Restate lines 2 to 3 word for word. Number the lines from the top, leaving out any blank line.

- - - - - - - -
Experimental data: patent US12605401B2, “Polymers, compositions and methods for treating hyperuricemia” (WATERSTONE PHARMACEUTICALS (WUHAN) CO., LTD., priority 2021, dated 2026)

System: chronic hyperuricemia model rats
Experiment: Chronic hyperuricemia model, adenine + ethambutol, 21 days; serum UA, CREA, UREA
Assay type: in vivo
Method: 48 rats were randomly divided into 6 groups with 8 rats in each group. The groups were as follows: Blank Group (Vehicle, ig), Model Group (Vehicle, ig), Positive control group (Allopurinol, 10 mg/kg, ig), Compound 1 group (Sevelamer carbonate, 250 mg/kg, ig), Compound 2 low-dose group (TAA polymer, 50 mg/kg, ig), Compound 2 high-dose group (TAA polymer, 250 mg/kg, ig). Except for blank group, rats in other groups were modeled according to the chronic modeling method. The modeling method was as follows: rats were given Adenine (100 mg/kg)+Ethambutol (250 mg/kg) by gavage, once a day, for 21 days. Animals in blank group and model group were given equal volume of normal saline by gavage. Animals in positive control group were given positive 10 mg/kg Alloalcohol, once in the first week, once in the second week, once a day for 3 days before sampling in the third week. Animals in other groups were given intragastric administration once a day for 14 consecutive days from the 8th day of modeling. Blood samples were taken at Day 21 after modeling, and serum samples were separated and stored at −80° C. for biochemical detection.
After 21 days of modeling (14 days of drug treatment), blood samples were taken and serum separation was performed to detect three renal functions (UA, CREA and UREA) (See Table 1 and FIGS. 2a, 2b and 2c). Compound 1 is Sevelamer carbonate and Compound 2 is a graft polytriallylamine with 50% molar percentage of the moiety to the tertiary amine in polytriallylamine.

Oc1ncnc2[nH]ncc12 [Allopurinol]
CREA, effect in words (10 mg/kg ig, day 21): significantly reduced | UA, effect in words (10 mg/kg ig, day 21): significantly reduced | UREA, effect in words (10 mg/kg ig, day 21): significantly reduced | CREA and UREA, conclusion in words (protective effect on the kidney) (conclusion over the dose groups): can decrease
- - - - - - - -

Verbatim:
System: chronic hyperuricemia model rats
Experiment: Chronic hyperuricemia model, adenine + ethambutol, 21 days; serum UA, CREA, UREA